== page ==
Promises, promises

Beautiful flag of canabis, marijuana,weed , pot waving with the strong wind and behind it the dome of the Capitol USA 3D RENDER, 3D RENDERING.

Election season is upon us. Candidates are campaigning, the company formerly known as Twitter (now X) is bubbling with political activity, and, of course, Congress critters are batting around the topic of marijuana legalization once again on Capitol Hill. But this time things might be different, thanks to the Department of Health and Human Services (DHHS). 

In a letter dated Aug. 29, 2023, a top official from DHHS wrote to Drug Enforcement Administration (DEA) head Anne Milgram recommending cannabis be made a Schedule III drug under the Controlled Substances Act (CSA). It’s the first time in the history of cannabis prohibition that a major government agency has recognized the misclassification of cannabis as a drug with “no currently accepted medical use and a high potential for abuse.”

The resulting political ripple has reinvigorated advocates and the cannabis discussion among lawmakers. On Sept. 1, when White House Press Secretary Karine Jean-Pierre was asked about the potential impact of moving marijuana to Schedule III, she responded, “The president has always supported the legalization of marijuana for medical purposes.”

Indeed, the “decriminalization of cannabis” was one of the major campaign promises listed on Joe Biden’s presidential campaign website in 2020. However, “always” seems like a strong word to use for someone who, in 2010, said, “I still believe it’s a gateway drug,” and “legalization is a mistake.”

Nevertheless, in October 2022, Biden pardoned some 6,500 federal convictions for cannabis possession crimes, encouraged all governors to pardon state marijuana possession offenses, and requested that Attorney General Xavier Becerra initiate a “review” of how cannabis is scheduled as a narcotic (Weed Between the Lines, “Tastes like crow,” Oct. 13, 2022). 

That review is supposed to wrap up around the end of this year, according to Becerra. In June he told Marijuana Moment that DHHS and DEA were working together to land on an answer based on science and evidence.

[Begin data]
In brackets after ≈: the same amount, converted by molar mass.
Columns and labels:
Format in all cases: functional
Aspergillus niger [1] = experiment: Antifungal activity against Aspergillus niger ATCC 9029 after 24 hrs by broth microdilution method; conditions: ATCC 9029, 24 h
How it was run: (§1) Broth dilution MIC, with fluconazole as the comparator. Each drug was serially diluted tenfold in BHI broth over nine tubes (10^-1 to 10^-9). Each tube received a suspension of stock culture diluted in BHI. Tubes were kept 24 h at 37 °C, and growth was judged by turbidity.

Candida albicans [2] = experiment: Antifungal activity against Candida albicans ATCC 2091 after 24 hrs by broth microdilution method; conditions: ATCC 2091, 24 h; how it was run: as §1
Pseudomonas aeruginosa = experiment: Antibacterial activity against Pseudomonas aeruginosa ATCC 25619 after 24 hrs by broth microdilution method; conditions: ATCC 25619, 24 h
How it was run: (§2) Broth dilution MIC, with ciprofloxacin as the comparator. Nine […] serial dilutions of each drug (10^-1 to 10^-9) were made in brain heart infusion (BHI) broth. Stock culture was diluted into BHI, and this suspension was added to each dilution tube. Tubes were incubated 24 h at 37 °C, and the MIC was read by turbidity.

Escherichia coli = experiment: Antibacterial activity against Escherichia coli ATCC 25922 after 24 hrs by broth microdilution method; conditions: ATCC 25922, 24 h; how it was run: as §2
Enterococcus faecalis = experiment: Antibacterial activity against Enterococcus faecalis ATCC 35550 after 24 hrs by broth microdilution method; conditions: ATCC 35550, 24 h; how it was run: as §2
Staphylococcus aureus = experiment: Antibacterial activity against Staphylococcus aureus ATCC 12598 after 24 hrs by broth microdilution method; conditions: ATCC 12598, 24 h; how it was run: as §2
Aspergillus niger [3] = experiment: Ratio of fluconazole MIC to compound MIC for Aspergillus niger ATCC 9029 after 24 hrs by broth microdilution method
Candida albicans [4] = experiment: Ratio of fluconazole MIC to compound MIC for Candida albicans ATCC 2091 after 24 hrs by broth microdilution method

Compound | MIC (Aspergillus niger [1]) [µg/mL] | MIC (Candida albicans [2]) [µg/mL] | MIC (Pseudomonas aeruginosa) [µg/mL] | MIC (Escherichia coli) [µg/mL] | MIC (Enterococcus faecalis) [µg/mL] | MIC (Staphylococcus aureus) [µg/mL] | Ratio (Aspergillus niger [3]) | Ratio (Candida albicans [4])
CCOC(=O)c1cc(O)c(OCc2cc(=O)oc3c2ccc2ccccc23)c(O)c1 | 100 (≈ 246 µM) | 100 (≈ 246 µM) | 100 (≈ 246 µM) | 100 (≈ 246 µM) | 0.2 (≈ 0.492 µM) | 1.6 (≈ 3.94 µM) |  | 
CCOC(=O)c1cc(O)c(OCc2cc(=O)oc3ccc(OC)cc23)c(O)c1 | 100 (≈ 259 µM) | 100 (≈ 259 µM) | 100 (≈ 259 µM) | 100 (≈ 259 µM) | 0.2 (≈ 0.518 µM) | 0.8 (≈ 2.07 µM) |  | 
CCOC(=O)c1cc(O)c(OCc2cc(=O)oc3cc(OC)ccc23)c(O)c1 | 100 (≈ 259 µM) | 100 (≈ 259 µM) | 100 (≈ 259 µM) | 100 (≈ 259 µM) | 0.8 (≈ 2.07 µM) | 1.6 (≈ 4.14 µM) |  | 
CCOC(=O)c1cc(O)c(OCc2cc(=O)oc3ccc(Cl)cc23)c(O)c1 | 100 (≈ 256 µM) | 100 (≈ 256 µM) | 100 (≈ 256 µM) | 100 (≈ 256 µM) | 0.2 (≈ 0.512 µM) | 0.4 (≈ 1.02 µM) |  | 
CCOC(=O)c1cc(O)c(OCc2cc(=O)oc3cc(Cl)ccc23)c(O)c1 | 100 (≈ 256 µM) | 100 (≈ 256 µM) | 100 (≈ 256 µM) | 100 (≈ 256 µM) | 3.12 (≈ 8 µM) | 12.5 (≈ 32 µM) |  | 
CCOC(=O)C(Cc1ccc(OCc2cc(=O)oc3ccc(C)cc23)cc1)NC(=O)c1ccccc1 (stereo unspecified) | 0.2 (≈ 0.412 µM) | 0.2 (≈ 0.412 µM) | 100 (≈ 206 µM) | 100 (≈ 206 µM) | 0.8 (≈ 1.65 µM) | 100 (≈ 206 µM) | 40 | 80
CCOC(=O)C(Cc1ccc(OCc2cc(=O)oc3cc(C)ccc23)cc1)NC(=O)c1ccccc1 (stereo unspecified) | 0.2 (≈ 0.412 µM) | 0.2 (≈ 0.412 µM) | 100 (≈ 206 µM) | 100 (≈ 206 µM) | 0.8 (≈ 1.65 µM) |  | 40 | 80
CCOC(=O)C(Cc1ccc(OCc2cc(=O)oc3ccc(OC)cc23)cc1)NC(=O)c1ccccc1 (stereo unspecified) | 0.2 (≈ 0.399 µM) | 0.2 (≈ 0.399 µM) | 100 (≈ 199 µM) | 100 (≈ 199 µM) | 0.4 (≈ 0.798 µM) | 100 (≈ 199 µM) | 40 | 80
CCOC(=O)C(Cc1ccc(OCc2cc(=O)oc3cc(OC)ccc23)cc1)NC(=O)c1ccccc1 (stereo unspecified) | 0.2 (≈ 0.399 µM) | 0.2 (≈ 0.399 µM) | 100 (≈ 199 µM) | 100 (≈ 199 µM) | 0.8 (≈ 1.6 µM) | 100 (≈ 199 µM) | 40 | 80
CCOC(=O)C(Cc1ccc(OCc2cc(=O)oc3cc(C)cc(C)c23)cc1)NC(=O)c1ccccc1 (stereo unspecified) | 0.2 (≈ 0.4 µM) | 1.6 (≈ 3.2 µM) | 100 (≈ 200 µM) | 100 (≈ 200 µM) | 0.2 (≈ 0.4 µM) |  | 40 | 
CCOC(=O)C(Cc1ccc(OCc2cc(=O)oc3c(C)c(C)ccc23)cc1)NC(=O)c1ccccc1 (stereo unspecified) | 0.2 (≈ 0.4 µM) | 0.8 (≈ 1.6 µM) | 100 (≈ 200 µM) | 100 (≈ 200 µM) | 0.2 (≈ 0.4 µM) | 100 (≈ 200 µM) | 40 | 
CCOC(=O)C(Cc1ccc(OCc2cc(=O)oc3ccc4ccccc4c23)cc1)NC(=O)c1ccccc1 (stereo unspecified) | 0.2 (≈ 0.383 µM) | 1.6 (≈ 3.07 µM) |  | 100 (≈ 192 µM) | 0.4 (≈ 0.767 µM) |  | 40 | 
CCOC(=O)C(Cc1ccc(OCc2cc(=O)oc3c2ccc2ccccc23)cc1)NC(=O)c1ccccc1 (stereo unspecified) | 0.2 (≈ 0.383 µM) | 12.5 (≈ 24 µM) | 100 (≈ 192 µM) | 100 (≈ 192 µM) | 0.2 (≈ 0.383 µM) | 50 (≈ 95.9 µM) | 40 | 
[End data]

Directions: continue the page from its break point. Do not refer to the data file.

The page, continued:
“Stay tuned,” Bacerra said. “We hope to be able to get there pretty soon — hopefully this year.”

Following Jean-Pierre’s statement, numerous politicians have backed him up. 

 On X, Rep. Dina Titus (D-NV) wrote, “As a member of the Cannabis Caucus, I know that Nevada has shown regulating marijuana like alcohol works, and that’s where we should be headed at the federal level.” 

Colorado’s Sen. John Hickenlooper posted, “This is definitely a step in the right direction. But if we truly want to regulate marijuana while prioritizing social equity, descheduling it is the only option.”

“It’s about time,” Colorado Gov. Jared Polis wrote in a letter to Biden on Sept. 5. “This is an historic moment and we owe you and your administration a debt of gratitude for your leadership on catching up with where the science is.”

But Polis was also quick to urge the president to take action on banking and Food and Drug Administration enforcement guidance — two of the biggest legal conundrums state cannabis industries face. 

“Because of these federal difficulties, the illicit market and unregulated hemp-derived cannabinoid intoxicants continue to remain,” the governor wrote. “Illegal products are being sold without testing, age verification, or packaging and labeling standards. As public servants who care about the public health and safety of all Americans, we need to put the full weight of our support behind a well-regulated marketplace.”

And that could be on its way if you believe Sen. Chuck Schumer (D-NY). In a floor speech on Sept. 5, Schumer said that “making progress on cannabis” through the Secure and Fair Enforcement (SAFE) Banking Act was one of the Senate’s top legislative priorities for the coming weeks and months. 

“None of this will be easy,” Schumer said. “The bills will require a lot of work and compromise. But if we can progress on these items, we will greatly improve the lives of average Americans.” 


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